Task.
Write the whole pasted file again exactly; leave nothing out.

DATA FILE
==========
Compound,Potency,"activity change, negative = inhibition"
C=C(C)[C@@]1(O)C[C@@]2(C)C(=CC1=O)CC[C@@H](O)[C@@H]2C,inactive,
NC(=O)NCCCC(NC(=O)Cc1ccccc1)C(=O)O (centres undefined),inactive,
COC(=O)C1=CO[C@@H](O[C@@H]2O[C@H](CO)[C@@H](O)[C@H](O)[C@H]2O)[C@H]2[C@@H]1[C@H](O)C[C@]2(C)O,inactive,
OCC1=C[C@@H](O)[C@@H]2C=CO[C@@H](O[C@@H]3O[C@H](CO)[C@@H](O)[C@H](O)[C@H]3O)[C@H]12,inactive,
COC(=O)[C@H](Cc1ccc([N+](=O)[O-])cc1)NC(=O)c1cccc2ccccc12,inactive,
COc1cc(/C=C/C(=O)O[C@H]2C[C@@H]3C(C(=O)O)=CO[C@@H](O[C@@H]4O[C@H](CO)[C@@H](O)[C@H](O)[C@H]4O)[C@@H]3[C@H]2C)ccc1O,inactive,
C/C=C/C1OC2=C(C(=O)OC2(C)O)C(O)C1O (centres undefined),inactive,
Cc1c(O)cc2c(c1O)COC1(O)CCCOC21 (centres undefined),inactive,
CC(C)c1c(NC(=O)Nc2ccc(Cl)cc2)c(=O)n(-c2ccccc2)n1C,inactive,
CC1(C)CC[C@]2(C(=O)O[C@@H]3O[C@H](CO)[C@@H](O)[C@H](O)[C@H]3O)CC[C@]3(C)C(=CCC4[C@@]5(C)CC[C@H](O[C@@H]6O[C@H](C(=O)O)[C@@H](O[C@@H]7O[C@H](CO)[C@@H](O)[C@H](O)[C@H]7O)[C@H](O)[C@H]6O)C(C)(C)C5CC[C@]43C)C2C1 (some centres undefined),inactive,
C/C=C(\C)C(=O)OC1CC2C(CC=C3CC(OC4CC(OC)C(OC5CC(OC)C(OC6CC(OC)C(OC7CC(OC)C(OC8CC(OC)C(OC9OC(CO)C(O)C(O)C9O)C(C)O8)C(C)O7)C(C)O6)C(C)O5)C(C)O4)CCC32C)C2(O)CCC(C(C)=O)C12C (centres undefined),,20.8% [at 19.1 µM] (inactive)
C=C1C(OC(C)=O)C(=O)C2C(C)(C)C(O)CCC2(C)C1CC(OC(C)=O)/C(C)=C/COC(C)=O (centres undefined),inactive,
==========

Compound,Potency,"activity change, negative = inhibition"
C=C(C)[C@@]1(O)C[C@@]2(C)C(=CC1=O)CC[C@@H](O)[C@@H]2C,inactive,
NC(=O)NCCCC(NC(=O)Cc1ccccc1)C(=O)O (centres undefined),inactive,
COC(=O)C1=CO[C@@H](O[C@@H]2O[C@H](CO)[C@@H](O)[C@H](O)[C@H]2O)[C@H]2[C@@H]1[C@H](O)C[C@]2(C)O,inactive,
OCC1=C[C@@H](O)[C@@H]2C=CO[C@@H](O[C@@H]3O[C@H](CO)[C@@H](O)[C@H](O)[C@H]3O)[C@H]12,inactive,
COC(=O)[C@H](Cc1ccc([N+](=O)[O-])cc1)NC(=O)c1cccc2ccccc12,inactive,
COc1cc(/C=C/C(=O)O[C@H]2C[C@@H]3C(C(=O)O)=CO[C@@H](O[C@@H]4O[C@H](CO)[C@@H](O)[C@H](O)[C@H]4O)[C@@H]3[C@H]2C)ccc1O,inactive,
C/C=C/C1OC2=C(C(=O)OC2(C)O)C(O)C1O (centres undefined),inactive,
Cc1c(O)cc2c(c1O)COC1(O)CCCOC21 (centres undefined),inactive,
CC(C)c1c(NC(=O)Nc2ccc(Cl)cc2)c(=O)n(-c2ccccc2)n1C,inactive,
CC1(C)CC[C@]2(C(=O)O[C@@H]3O[C@H](CO)[C@@H](O)[C@H](O)[C@H]3O)CC[C@]3(C)C(=CCC4[C@@]5(C)CC[C@H](O[C@@H]6O[C@H](C(=O)O)[C@@H](O[C@@H]7O[C@H](CO)[C@@H](O)[C@H](O)[C@H]7O)[C@H](O)[C@H]6O)C(C)(C)C5CC[C@]43C)C2C1 (some centres undefined),inactive,
C/C=C(\C)C(=O)OC1CC2C(CC=C3CC(OC4CC(OC)C(OC5CC(OC)C(OC6CC(OC)C(OC7CC(OC)C(OC8CC(OC)C(OC9OC(CO)C(O)C(O)C9O)C(C)O8)C(C)O7)C(C)O6)C(C)O5)C(C)O4)CCC32C)C2(O)CCC(C(C)=O)C12C (centres undefined),,20.8% [at 19.1 µM] (inactive)
C=C1C(OC(C)=O)C(=O)C2C(C)(C)C(O)CCC2(C)C1CC(OC(C)=O)/C(C)=C/COC(C)=O (centres undefined),inactive,